A Tulsa County deputy says she went through a "hand-of-God moment."
She faced a man holding two knives with only seconds to react.
The deputy was on her way home from work when the scene unfolded at 5th and Denver.
Deputy Catherine Curtin deployed a Taser on Timothy Worsham after she said he came toward her with two butcher knives.
Aside from a bruise after the fall, he's OK and so is she.
"God was certainly looking out for him and me," Curtin said.
On her way home from work Monday night someone got her attention at 5th and Denver, telling her about a man in the street with knives.
"I honestly thought, as soon as I saw him sitting there with those knives, 'Oh my gosh. This is gonna be bad. It's gonna end horribly,'" Curtin said.
As she got out of her patrol car she said her gun was ready.
"I might have to shoot and kill him. And I really didn't want to have to do that," Curtin said.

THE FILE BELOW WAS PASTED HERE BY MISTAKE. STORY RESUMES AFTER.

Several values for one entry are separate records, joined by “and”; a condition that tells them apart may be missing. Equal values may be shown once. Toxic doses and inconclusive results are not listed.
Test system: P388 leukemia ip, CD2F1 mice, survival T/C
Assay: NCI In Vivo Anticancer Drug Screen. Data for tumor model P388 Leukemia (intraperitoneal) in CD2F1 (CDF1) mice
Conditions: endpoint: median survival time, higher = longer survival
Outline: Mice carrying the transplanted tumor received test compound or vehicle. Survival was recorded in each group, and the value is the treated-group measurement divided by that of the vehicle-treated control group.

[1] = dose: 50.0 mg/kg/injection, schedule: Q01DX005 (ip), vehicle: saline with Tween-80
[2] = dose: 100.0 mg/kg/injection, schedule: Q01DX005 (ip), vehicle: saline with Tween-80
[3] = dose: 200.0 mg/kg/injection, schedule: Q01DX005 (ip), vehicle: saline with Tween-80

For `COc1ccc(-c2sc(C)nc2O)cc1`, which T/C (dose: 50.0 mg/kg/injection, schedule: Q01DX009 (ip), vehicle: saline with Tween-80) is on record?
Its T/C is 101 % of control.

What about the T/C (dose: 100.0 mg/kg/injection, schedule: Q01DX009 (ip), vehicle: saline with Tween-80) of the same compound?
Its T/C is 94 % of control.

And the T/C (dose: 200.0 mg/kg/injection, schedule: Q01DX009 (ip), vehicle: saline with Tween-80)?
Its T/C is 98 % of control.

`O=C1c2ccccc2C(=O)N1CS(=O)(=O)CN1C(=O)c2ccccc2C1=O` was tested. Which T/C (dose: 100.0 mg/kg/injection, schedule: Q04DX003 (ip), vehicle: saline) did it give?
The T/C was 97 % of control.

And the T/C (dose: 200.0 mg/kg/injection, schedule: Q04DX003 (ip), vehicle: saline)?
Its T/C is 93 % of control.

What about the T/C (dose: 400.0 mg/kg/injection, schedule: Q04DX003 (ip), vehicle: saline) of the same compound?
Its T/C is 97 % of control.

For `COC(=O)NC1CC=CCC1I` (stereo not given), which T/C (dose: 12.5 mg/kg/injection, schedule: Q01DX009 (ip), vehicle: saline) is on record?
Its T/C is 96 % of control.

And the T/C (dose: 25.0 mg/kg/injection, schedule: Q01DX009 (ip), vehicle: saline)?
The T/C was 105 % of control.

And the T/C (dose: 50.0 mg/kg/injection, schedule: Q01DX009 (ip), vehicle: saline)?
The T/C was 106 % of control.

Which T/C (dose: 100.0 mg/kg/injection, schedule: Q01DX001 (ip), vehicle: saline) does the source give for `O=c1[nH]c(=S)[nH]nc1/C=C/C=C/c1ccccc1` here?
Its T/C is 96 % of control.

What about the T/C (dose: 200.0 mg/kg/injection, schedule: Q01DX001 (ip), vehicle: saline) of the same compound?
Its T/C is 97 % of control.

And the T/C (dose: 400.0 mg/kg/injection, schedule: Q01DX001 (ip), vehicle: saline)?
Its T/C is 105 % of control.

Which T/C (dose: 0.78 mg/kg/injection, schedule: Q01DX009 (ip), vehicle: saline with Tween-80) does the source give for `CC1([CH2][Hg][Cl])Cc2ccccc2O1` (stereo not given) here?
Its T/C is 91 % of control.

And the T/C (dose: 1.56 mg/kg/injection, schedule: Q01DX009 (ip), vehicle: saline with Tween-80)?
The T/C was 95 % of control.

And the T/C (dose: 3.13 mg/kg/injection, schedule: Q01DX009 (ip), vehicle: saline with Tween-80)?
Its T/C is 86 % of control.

She quickly realized this was an attempt at suicide by cop, something she's never dealt with in her 18 years with the sheriff's office.
"'Shoot me. Kill me. Shoot me. Kill me,' over and over. and I was giving him commands to stop, drop the knives," Curtin said.
Curtin said it's hard to pinpoint exactly how she came to her next decision to trade her gun for her Taser.
"I don't consider myself a very religious person but I certainly, that night, thought, 'This definitely was a hand-of-God moment,'" Curtin said.
And while Worsham was arrested, he's alive.
Which Curtin said may not have been the case if it weren't for that moment.
"He asked me, 'Why didn't you just shoot me? Why didn't you kill me?' And I said, 'Tomorrow is another day,'" Curtin said. "Today may be a horrible day. But in the light of tomorrow, it may be a totally different situation."
The sheriff's office said while every patrol deputy has a Taser, not every deputy has one, so it could have been a much different story had Curtin not been there.